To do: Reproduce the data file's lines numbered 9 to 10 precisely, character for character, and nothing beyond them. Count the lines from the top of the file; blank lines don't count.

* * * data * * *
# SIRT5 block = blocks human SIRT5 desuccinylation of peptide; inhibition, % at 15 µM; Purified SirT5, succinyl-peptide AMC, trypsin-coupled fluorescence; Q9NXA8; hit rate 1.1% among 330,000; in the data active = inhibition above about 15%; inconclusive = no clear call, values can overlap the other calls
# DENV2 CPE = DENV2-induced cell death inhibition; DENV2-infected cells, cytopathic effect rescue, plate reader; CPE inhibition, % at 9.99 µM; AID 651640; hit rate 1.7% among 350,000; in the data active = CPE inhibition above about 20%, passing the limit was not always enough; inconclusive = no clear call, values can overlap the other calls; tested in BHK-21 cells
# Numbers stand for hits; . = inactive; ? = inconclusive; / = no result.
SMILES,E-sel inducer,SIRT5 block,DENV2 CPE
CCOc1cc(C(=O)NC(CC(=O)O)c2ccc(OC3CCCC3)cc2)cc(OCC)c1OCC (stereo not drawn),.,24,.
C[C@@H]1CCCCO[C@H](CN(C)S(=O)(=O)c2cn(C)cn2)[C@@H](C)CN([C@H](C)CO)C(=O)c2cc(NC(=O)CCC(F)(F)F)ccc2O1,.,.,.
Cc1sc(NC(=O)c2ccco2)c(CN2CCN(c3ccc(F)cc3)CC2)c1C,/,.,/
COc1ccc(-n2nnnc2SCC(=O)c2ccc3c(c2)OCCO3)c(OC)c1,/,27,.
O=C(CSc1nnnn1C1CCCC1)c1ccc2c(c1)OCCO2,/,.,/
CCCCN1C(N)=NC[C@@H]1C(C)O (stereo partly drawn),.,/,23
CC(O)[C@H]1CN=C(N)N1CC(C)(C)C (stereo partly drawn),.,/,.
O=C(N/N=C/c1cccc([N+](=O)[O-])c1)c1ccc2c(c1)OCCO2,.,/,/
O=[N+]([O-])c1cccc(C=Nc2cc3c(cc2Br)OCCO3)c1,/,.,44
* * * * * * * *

O=C(CSc1nnnn1C1CCCC1)c1ccc2c(c1)OCCO2,/,.,/
CCCCN1C(N)=NC[C@@H]1C(C)O (stereo partly drawn),.,/,23